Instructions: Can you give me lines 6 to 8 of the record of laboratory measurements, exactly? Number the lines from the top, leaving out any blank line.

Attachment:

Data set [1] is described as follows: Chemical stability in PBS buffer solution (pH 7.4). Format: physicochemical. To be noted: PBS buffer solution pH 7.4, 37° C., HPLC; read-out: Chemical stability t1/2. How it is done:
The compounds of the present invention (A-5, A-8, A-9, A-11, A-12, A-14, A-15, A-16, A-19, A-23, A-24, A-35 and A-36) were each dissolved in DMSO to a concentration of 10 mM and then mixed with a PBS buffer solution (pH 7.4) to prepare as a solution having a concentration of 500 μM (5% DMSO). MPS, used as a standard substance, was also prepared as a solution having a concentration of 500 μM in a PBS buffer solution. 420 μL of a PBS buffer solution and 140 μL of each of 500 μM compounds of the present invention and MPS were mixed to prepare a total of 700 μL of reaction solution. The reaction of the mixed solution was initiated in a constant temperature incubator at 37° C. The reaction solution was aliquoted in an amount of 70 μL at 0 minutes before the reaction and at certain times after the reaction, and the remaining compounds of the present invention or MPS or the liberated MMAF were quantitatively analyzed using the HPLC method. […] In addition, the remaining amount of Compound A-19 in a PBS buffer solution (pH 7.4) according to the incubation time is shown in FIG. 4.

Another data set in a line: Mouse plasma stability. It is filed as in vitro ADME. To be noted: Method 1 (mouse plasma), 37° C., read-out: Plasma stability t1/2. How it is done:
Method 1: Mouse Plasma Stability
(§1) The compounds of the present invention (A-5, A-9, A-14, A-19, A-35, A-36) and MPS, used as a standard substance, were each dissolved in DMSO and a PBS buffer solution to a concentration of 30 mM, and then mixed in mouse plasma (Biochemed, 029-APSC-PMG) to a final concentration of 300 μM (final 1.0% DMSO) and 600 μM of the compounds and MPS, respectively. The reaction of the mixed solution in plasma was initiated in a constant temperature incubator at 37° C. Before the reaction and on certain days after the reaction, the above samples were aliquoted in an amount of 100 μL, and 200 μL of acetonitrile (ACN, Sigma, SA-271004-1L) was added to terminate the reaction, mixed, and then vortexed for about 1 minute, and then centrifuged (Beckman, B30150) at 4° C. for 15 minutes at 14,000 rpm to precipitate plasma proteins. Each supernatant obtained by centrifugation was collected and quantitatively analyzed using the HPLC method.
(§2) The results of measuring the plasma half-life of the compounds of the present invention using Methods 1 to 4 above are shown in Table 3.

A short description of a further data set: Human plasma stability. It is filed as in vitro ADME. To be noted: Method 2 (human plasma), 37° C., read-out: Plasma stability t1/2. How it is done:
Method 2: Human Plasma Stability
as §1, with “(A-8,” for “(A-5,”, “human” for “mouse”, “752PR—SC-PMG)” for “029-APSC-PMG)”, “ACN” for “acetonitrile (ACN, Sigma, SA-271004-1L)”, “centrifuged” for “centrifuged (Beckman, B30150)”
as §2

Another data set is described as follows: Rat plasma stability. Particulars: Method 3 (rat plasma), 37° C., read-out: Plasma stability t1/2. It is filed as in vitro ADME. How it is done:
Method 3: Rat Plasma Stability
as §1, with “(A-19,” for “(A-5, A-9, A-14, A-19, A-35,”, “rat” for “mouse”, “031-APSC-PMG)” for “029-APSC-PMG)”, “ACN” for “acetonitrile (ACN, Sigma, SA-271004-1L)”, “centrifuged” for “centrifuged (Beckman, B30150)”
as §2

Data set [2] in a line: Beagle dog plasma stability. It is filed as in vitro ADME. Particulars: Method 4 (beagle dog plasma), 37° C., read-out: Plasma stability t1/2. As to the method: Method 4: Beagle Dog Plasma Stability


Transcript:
(§2) The results of measuring the plasma half-life of the compounds of the present invention using Methods 1 to 4 above are shown in Table 3.

A short description of a further data set: Human plasma stability. It is filed as in vitro ADME. To be noted: Method 2 (human plasma), 37° C., read-out: Plasma stability t1/2. How it is done:
Method 2: Human Plasma Stability